On April 21 the next lecture of the IIIT lectures series for CIS countries on "Muslims in the South of Ukraine in the second half of the 18th and early 20th centuries: frontier communities in the times of borders and expanding empires" was delivered by Svetlana KAYUK, PhD in History, Associate Professor at the Department of History of Ukraine at the Oles Gonchar Dnipro National University (Dnipropetrovsk, Ukraine).

During her lecture Svitlana KAYUK spoke about "classical relations" on the frontier between communities professing different religions, the development of interreligious and interethnic relations in the lands of southern Ukraine in the last decades of the Crimean Khanate and Zaporizhian Sich, the direction of migration waves of Tatars and Cossacks "from the Russian Empire to the Ottoman Empire". She also presented examples of archival records on Muslims in southern Ukraine that shed light on the various images and myths that dominate imperial (Russian and Soviet) historiographies.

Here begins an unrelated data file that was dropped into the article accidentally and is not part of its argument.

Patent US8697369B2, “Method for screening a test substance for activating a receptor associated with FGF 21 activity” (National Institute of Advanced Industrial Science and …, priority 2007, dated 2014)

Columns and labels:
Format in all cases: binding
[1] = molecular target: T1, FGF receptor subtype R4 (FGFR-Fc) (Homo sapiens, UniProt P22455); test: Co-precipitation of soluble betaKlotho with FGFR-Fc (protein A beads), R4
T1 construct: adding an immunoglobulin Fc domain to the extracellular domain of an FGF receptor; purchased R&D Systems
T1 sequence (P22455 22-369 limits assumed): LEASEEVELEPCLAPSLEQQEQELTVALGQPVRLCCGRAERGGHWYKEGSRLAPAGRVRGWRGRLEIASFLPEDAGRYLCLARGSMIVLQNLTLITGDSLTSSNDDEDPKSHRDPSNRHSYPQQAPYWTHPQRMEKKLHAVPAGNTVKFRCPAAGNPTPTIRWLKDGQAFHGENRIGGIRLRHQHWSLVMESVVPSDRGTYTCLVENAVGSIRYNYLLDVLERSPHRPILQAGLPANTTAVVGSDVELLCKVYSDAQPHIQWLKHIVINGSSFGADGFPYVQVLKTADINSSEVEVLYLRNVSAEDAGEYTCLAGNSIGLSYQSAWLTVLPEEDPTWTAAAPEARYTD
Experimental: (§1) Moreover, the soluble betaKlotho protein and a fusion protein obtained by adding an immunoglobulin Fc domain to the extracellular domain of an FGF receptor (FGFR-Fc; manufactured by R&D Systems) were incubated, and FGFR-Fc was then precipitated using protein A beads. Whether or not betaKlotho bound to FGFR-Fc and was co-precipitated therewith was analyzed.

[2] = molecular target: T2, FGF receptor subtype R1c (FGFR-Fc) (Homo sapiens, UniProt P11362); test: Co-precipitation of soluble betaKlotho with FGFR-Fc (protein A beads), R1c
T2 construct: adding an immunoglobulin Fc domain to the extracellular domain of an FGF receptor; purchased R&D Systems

Svitlana Kayuk gave examples of mosques in the south of Ukraine. For example, in Ternivka village near Mykolayiv (a separate colony for Muslim Turkish prisoners) a stone mosque with two minarets designed by architect F. Wunsch in 1793 which was rebuilt into an Orthodox church for the Bulgarian colonists. In 1862-1871 the Ministry of Maritime Affairs constructed a mosque in the port of Nikolaev for the Muslim military society with the financial support of the local community. But in the 1920s the mosque was destroyed.

Participants were able to see copies of archival documents, maps and photographs of mosques in southern Ukraine.

More than 50 participants from Ukraine, Kyrgyzstan, Kazakhstan, Uzbekistan, and Georgia registered for the lecture. Participants were interested in the current situation of mosques and the size of the Muslim community in Ukraine. 

The lecture can be viewed on the Institute Of Knowledge Integration's YouTube channel at: https://youtu.be/Sn4MUTimSss